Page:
First, we should get my love of bologna out of the way. I’m not kidding around. I love it. I know its probably made of pig hooves and intestines, chicken beaks and the weird skin on chicken feet, but I love the stuff. It’s salty, and it fits on top of a bagel slathered with cream cheese perfectly. I have always loved it. As a kid, my mother made fried bologna sandwiches for my father, who obviously had highly developed taste buds. My exposure to the smell of bologna, crisping it its own fatty juices, cultivated in me a deeply rooted affection for what I like to call, highly sophisticated spam. Spam is the dregs. I’m not referring to internet junk mail, people. I’m referring to that canned, pink, gelatinous, fake-meat cube. I just visited their website, and their homepage says ‘The Glorious Spam Tower’. I don’t even know what that means.
Bologna doesn’t need a website. It’s internationally famous already.
I’m getting off track here. The real purpose of this post was to recount a very strange, and slightly disturbing incident that occurred at my local supermarket about a week ago. It began at the deli counter. The woman who offered to help me had the personality of tree bark. She very clearly hated cutting meat and cheese for strangers. I imagine the silly hairnet she was wearing added insult to injury. I tried being very nice. I smiled. I said my pleases and thank yous, and I didn’t make direct eye contact with the hairnet. Nothing improved her mood.
I ordered bologna. In addition to loving bologna, I am also very conscious of how bad it is for me. I only order very thin slices of it. My bologna has to be paper-thin. Otherwise, two slices would fill my entire daily caloric needs. I ordered very thinly sliced bologna. The woman came back to me after she had cut a sample piece, to show me, and ask if it was thin enough. Courtesy meat check. I appreciated it, and took a close look. It was perfectly sliced, and I said so. In hind sight, she may have taken my careful examination as an affront-like I didn’t trust her to do it right, so had to come in like a bologna overlord and verify her work.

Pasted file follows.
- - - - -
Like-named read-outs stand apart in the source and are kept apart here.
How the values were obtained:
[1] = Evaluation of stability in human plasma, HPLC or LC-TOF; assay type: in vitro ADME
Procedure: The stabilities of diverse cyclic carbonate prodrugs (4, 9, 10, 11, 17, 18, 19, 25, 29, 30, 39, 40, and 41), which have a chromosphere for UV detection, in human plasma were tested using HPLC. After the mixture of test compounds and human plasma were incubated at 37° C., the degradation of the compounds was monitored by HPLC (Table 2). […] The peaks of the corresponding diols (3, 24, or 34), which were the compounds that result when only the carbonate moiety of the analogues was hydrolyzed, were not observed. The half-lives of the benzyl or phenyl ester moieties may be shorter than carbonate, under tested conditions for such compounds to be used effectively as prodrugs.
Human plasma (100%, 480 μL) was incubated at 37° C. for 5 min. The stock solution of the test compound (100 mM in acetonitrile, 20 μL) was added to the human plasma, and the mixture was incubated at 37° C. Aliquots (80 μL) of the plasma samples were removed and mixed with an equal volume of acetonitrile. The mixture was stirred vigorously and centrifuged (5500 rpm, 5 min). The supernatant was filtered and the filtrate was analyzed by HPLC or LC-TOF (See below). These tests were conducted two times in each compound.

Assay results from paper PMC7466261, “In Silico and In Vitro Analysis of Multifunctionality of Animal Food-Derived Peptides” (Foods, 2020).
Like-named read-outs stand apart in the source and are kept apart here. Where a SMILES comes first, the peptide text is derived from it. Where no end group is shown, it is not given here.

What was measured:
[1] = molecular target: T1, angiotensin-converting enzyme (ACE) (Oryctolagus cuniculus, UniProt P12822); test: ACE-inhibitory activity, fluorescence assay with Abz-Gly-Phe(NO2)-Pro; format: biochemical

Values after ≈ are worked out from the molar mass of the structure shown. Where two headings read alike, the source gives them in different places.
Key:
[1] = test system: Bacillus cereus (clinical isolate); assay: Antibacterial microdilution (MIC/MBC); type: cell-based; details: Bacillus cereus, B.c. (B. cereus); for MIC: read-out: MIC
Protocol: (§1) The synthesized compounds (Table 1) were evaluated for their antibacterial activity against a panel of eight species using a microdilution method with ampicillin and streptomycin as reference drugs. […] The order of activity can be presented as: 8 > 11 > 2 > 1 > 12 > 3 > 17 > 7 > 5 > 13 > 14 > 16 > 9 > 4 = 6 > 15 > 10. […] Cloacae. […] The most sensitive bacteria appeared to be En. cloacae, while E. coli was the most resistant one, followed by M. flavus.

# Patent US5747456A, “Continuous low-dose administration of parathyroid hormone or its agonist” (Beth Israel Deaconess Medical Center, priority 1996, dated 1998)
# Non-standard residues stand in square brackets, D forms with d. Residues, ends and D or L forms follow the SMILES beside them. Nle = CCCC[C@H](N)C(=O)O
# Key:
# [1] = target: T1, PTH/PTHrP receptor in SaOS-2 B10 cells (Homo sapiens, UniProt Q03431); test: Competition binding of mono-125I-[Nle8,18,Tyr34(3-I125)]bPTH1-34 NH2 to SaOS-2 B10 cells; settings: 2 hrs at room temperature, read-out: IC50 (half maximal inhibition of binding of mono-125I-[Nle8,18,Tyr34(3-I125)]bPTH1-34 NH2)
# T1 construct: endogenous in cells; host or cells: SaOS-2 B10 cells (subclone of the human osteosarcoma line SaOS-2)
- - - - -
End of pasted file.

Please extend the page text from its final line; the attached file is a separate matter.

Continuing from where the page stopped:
She filled my order, (half a pound), and handed me the bag. Her face contorted into a weird grimace-pucker as I took it from her. It gave me the willies, so I walked away quickly to find Nathan. While I stood behind him, waiting for him to choose which six pack of beer he wanted, I looked down at my prized bologna. Something was wrong.
I accidentally screamed, “What!?”
Nathan turned, a look of alarm on his face. “What’s the matter?”
“That crone cut my bologna into slabs. I can’t eat these. They’re practically as thick as bagels themselves. This was sabotage! She did it on purpose!”
Nathan went back to choosing his beer.
What happened next is what I feel must be discussed. I became irrationally angry. I hated the crazy witch who had tricked me with her courtesy meat check. I wanted to throw my slices of bologna all over the window of her stupid meat display case. I wanted to run through the aisles screaming, tossing slabs of bologna like frisbees at the faces of supermarket employees.* I was irate. I had a bag full of useless bologna. This state of barely controlled fury lasted for about two minutes. I couldn’t talk about it, I couldn’t think about anything else.
Finally, as Nathan and I stood in the check-out line, I collected myself. I took stock of the situation. I had dreadfully thick slices of bologna. I love bologna. The situation wasn’t really that bad. But…what had happened to me? Why had I gone off the handle? Who really cares about the thickness of their lunch meat? (Well..I do, but maybe I shouldn’t)
Not six months ago, I sat in a Cambodian restaurant and ordered from a menu I couldn’t read. An entire chicken carcass arrived on a plate twenty five minutes later. Really. The glazed bluish chicken eyes stared up at me. The beak had been chopped off and stuck into the thigh meat. The feet were a bumpy yellowish brown, with dirty claws attached. I ate that meal. Happily. The difference was expectation. I didn’t have any when I ordered from the Cambodian menu. I was thankful for what I got.
So-the lesson here, which I am slightly embarrassed to have demonstrated-is that sometimes we forget a very important fact. Many of our choices are luxuries. The next time you find yourself frustrated about something not going your way-in the deli, or elsewhere, try to remember that. Don’t pretend you don’t get irrationally angry either. I know you do. It’s human to have expectations, and be disappointed when things don’t play out. However, too many expectations can make us forget how lucky we are to have anything at all.
*The author does not condone chucking slabs of processed meat at people.